Metal Models paint is chiping - Warhammer 40K Fantasy
 

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  1. #1
    Senior Member sendaf's Avatar
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    Metal Models paint is chiping

    My Kaskrin Storm Trooper models have slowly had their painting chipping away, not to the point where ill have to repaint them entirely but if this keeps up I will have to. To prevent this could someone please tell me how they keep their metal models from chipping? I plan to put alot of time into a sisters of battle squad so i would like tog et this problem solved before they start chipping too.

    Thanks for the help in advance everyone!

    "Thank him who puts me loath to this revenge on you who wrong me not for him who wrongd"

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  3. #2
    Lord Admiral kithre's Avatar
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    A nice coat of gloss varnish will be golden, and preparation by washing with washing up liquid before painting, undercoating with a good quality auto-repair spray will make sure that the paint adheres well and painting in thin layers.

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    Holy Inquisition Bloodhound's Avatar
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    Well. All that is fine, but to make it easy, you don't have to wash the models, nor get that top of the line spray either.

    And don't gloss varnish them either. They'll just look gay.

    What I do to protect my minis is add just that little bit of varnish into each lot of paint I use, mostly the basecoats.
    That'll do the job just fine.


    Also a member of NeoDestiny (Administrator under the same name.)

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    Senior Member Deathklaat's Avatar
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    try priming with car primer, it sticks to anything and makes a really strong bond to it
    May the "Nurgley Goodness" protect you!

  6. #5
    Lord Admiral kithre's Avatar
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    Quote Originally Posted by Bloodhound View Post
    Well. All that is fine, but to make it easy, you don't have to wash the models, nor get that top of the line spray either.

    And don't gloss varnish them either. They'll just look gay.

    What I do to protect my minis is add just that little bit of varnish into each lot of paint I use, mostly the basecoats.
    That'll do the job just fine.
    Matte varnish can then be applied on top of gloss varnish to take the shine off. Mxiing varnish with paints won't work as well, as it changes the consistency and flow of teh paints, you have to thin them out more, and this reduces the pigment concentration, which makes paints appear blotchy (like washes where flow agent hasn't been used...)

  7. #6
    Chilli Fueled Heretic danjones87's Avatar
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    Quote Originally Posted by Bloodhound View Post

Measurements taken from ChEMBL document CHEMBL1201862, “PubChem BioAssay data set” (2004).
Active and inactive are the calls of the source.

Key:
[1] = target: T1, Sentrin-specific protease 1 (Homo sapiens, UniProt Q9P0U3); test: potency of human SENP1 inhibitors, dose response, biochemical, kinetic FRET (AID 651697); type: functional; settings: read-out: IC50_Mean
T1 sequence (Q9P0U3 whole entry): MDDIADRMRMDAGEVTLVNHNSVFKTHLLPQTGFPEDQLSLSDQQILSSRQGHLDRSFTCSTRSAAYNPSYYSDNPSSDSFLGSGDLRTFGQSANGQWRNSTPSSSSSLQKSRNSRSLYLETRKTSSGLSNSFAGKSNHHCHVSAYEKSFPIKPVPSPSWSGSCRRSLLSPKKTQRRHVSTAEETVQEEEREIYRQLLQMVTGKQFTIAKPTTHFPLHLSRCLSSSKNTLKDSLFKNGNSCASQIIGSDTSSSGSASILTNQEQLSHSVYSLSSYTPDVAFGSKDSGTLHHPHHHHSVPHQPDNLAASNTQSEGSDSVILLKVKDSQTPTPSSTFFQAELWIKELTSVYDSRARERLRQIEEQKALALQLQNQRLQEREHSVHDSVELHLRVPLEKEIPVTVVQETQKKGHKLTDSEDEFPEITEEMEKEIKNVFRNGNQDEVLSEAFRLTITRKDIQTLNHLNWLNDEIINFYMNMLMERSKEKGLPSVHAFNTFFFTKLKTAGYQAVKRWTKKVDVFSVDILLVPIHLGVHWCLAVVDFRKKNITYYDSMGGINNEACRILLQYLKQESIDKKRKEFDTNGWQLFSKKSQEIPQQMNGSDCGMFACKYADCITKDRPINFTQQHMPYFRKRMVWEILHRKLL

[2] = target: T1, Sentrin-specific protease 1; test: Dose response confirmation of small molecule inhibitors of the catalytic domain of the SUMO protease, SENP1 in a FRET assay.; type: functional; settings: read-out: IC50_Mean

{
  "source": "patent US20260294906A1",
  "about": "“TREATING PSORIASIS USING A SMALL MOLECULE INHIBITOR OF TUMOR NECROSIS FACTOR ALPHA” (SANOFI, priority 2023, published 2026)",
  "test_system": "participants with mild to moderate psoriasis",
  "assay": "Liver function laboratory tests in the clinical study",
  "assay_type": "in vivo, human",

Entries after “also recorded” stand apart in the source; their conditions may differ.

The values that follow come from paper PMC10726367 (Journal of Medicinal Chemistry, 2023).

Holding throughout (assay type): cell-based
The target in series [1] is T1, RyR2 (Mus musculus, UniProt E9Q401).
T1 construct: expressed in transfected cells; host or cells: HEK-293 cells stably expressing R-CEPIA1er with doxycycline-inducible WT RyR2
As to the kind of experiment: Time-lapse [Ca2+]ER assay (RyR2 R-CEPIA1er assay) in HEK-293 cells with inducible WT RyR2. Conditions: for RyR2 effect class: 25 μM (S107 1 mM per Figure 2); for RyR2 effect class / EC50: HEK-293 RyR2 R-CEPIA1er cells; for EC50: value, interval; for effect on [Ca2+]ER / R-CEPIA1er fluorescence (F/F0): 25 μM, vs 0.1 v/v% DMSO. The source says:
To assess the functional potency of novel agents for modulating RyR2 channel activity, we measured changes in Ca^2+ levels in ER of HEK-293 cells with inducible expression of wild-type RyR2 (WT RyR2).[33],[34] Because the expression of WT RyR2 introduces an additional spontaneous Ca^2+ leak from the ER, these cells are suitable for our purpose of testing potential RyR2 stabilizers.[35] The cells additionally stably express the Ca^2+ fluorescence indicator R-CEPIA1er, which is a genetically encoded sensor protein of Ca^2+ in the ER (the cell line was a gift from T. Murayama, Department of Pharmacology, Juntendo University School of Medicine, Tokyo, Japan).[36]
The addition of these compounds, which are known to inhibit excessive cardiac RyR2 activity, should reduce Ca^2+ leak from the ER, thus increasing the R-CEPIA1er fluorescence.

And don't gloss varnish them either. They'll just look gay.
    I dont think this is a suitable response for a forum of adults.

    My suggestion would be to use a spray base coat. If you are confident and competant enough, two light coats will give a good solid (harder to chip) coat. Using a matt varnish to finish off will improve the longevity of the paint.

    But it is the way, the metal models will chip easier with time and use on the battlefield.

    Dan

  8. #7
    running xbanditsx's Avatar
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    I've found metal models are a lot more prone to chipping than plastics are. I always give my metal models a good wash in the sink before I prime them to remove any release agents from the casting process. A good coat of primer (and not just black or white paint) adheres to metal well and gives your paints something solid to stick to. Finally, you can protect with matte or gloss varnishes once the painting is complete.
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  9. #8
    Member Ifurita's Avatar
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    Good primer coat - I tend to use automotive primers and not hobby primer, spray sealant afterwards, and a little care in handling works for me. What's causing the chipping? Is it casual handling, the storage, or something else. Maybe there is another aspect you need to look at.

  10. #9
    Senior Member PrOtOcoN's Avatar
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    I agree with xbanditsx
    I recommend washing them in the sink with warm water and soap, I use an old toothbrush to give 'em a good scrub. Most of the time, unless you do loads of rough gaming with the model, the chipping is due to the release agents still present on the model since casting. Made to make it not stick to the mould it has the unpleasant effect of repelling paint as well. Solid coat of primer ontop of a clean model should take care of things.

    I've had zero chipping since I started doing that.

    - Clean model in warm water & soap.
    - Spray primer
    - Retouch any areas not caught by the spray with a brush (it gets really windy here ^^)

    Your fluffraping hurts my eyes. - TehDarkPredator

  11. #10
    Lord Admiral kithre's Avatar
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    Amen to that - I have models that were primed using Halfords spray (white) and have been in a cradboard box for several years without any buffers between them, but the undercoat is barely scratched. And the undercaot provides the strength of thebond to the model, without it, acryics and enamels both will just slide off...

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